If you are having troubles adjusting to this way of life, you can take the cheat-sheet. Dedicate ten minutes a day to Snapchat, Facebook, and Instagram. You can also publicly declare the detox so that friends and family know how to reach out to you during those days. Another effective method to come out of the temptation of checking your social media accounts frequently is to delete the apps that you use the most.
• Take a mindful approach to social media
If you have the habit of checking Twitter the first thing in the morning, the chances are that you use it as a breather to face the day ahead. Do not just consume content on social media without asking yourself, “Why?” Sometimes, envy creeps in when we least expect it, and breaking news on Twitter can trigger a depressive episode.
Pause to notice if you get a craving to check your Snapchat feed every time you get a difficult task at work or school. If you wish to come out of the digital deadlock, you MUST be brutally honest with yourself on this front.
Take note of the times that you are slipping into older methods of prolific social media usage as a coping or escaping mechanism. Answer hard questions like, “Why am I doing this now?” or “What would I rather do now than check social media?” It is your life, at the end of the day, and you should be one to decide what you want it to be about.
• Be attentive to your feelings when on social media
To do this, you need to experiment with your social media usage. Varying times of social media usage, and experimenting with the various platforms for the same will also help you get a better idea about what makes you feel best. You may find that short spans of using social media are better than aimlessly scrolling through your feed for 30 minutes or so.
If you notice that you cannot help falling for that endless scrolling routine right before bedtime, it is advisable to limit the use of the same post 10 PM. In fact, what you do on social media also accounts for your mental well-being. Are you more of a passive scroller, Liking a post here and Double-Tapping on a picture there? Then you are likely to feel worse than the people who are more active on the platforms. Pay attention to what social media usage is making you feel, and customise the same accordingly.
• Learn how to filter your circle on social media
Over the years, you may have gathered a large number of followers and friends on social media, along with the scores of pages, groups and communities that you follow. While some are still interesting and bring you joy, others, not so much. Infuriating and annoying content on social media is the source of displeasure for a lot of users. And you can get rid of it all with the effective use of an Unfollow or Mute button.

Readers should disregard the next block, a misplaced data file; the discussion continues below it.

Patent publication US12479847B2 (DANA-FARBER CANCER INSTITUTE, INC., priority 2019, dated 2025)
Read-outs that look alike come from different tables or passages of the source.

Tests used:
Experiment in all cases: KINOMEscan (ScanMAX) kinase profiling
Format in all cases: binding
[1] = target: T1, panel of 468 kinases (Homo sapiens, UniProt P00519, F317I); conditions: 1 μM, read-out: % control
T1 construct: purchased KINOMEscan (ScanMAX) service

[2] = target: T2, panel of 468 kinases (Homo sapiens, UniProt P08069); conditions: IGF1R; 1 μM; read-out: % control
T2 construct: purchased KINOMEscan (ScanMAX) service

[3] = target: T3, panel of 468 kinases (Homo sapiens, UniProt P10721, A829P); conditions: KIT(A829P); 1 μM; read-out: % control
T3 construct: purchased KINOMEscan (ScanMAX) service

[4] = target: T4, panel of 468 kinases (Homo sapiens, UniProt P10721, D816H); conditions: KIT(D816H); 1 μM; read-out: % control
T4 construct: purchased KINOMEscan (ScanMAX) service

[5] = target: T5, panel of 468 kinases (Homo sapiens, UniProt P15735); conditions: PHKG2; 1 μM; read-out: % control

A study also found that information about other people’s lives on social media had a negative effect more than anything on the minds of the users. So, take some time off to cut out people and pages from your profile that does not make you feel good. Instead, add a few motivational and positive pages and groups to your profile. Doing this will help you filter what you see on social media, and result in gradually decreasing the negative thoughts associated with the same.
• Do not EVER replace real life with social media pursuits
This goes out to all the procrastinators out there. Checking up on your niece over video calls and Instagram Stories is cool. But make sure you do not forget to pay her a visit every now and then. Social media should never take the centre-stage when it comes to interacting with people. Whenever you find yourself following a friend or family member on social media for months at an end without a real-world encounter, make plans to meet them.
Face-to-face and flesh-and-blood interactions still beat those on social media, as studies show. The connection and longing for inclusion, the one that you keep searching for in vain on social media platforms, is just a call away. Ensure to keep in touch with the real-world comfort and warmth people can provide in face-to-face interactions, and you will make the most of your life.
Summing it up
Dropping a dress size may not bring you joy, but digging into that glazed doughnut surely will. It is time you stopped comparing your real life to that of what people choose to display on social media. Instead of focusing on what others have and you don’t, shine the light on how the little (and big) things in your life make you all the more remarkable. Never let social media posts and check-ins get the better of you. So, I know exactly what you must be feeling right now. Take charge of your thoughts, and channelise positivity through every sphere of your life. Here is wishing that you get to see the light at the end of the tunnel soon. Godspeed!